Its disadvantages are obvious: tunnel vision (we notice from the world around us exactly what confirms the relevance of the "fight-or-flight" mode, ignoring safety signals), and, accordingly, we form a perception of what is happening in the world and the behavior of others as unfriendly or downright hostile. The "fight-or-flight" mode is very expensive for the body: the price for maintaining it is nervous and physical exhaustion, sleep disturbances, adrenal exhaustion syndrome, and many, many sores that result from constant overstrain.

In this mode, we are unable to communicate and negotiate effectively. We can do this only from the position of "strong-weak". It is in this mode that we are not interlocutors and partners but opponents in a dispute.

Thus, we find ourselves in a vicious circle: in the "fight-or-flight" mode, the world is perceived as hostile, and accordingly, only information confirming this is allowed in the field of perception, the "fight-or-flight" mode receives reinforcement and the fight continues.

The "good" news is that being under stress can give you a certain "high," a state of elation and excitement. Once accustomed to this state, a person feels uncomfortable when the state changes. Often, it is this state that makes a person move, start activity. This is what adrenaline addiction is.

The world is safer for humans than ever before, and the greed for absorbing information that provokes this mode is off the charts. In the absence of any other, better experience of life, it is in this mode that we feel more alive. Realizing that this is the kind of news that the public wants, the media simply fulfill a social order by focusing on finding it. Or (for that matter!) on creating it.

We complain of high levels of stress and discomfort from it. We seek to increase the dose. Classic behavior of an addicted person.

The addiction is also reinforced by the philosophy of achievement: if I don't move as fast as possible, I won't be able to do everything I need to do. (Are you sure you won't? Remember about tunnel vision: have you chosen the most effective way to your goal? Who and what do you owe?)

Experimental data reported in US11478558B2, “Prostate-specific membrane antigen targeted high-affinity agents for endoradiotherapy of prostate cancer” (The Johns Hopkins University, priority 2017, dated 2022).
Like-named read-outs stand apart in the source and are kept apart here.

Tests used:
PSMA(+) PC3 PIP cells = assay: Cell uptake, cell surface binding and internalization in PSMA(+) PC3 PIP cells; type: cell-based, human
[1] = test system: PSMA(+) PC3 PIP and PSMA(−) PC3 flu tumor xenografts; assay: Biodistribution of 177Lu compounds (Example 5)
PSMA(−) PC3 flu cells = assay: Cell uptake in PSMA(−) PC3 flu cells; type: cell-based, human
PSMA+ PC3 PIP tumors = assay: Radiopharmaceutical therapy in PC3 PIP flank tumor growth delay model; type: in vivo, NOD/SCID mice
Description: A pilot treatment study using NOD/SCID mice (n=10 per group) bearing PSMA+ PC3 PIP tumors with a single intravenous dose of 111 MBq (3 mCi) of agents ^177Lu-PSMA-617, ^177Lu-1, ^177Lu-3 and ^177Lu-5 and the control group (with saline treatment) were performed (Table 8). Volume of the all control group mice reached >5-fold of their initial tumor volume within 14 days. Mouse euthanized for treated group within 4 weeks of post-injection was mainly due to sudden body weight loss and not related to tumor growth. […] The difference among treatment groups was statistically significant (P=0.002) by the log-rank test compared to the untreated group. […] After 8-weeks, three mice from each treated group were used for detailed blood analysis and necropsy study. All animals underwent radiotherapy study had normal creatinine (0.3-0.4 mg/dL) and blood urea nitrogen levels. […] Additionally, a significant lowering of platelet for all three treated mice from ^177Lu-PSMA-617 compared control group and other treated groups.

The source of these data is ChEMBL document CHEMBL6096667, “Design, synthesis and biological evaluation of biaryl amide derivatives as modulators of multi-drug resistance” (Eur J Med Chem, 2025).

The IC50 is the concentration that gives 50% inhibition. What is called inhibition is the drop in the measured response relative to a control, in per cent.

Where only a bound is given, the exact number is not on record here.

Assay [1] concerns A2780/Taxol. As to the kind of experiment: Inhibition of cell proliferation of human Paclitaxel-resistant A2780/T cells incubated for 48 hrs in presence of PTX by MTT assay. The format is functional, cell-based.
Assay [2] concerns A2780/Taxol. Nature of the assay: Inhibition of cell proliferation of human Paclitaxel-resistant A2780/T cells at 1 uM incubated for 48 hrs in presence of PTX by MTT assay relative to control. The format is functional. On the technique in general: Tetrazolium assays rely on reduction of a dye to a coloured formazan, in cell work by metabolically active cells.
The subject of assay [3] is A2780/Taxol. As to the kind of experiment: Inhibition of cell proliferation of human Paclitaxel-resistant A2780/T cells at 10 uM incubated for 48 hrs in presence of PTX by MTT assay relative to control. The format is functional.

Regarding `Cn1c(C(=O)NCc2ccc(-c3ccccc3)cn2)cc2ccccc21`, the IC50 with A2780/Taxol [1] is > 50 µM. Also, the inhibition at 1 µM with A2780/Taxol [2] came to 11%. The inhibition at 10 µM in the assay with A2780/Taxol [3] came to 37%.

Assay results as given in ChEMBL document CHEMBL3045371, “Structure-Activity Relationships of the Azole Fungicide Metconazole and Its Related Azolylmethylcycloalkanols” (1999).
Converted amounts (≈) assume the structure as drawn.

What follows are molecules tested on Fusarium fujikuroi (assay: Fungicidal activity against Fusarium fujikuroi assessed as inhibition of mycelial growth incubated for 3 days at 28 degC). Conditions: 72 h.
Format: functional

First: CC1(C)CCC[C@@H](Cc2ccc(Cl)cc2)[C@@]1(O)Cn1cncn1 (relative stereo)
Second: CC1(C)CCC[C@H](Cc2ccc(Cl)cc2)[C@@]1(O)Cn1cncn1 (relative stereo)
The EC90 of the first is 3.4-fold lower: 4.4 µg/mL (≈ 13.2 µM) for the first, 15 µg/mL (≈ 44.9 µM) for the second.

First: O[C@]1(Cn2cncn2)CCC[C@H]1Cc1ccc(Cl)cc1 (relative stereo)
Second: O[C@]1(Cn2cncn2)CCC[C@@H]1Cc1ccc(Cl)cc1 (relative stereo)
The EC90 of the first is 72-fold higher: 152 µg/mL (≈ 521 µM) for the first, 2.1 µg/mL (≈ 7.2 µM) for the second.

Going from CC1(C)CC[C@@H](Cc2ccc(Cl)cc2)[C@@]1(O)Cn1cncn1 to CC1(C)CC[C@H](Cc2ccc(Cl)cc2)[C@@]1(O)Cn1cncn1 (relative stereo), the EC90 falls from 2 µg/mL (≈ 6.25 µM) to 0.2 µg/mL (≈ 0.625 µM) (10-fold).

My client once asked me after practicing mindfulness, "Is it safe to relax like this?"

Can it be changed? Yes.

Is it possible to be effective without constantly being in adrenaline fever mode? Yes, it is.

The question is: how many people really want to do this?

If you want it, you can start with something simple. When you feel like the world is moving too fast and you're not keeping up and when your anxiety level rises, stop.

Just say to yourself, "STOP!". Take a few breaths in and out (if it's hard to inhale, just exhale, and the breaths will come naturally). Feel your feet resting on the ground. You can lean against a wall or the back of a chair and feel the support. Say, "I am safe." Listen to the response your body gives in response to these words. Praise yourself for bringing yourself back to reality. And repeat this sequence every time you need to.

Addiction will not let go immediately. However, you can cope with it either by yourself or with the help of a specialist if you see the value in taking care of your body and nervous system and living in a world that is no longer perceived as hostile.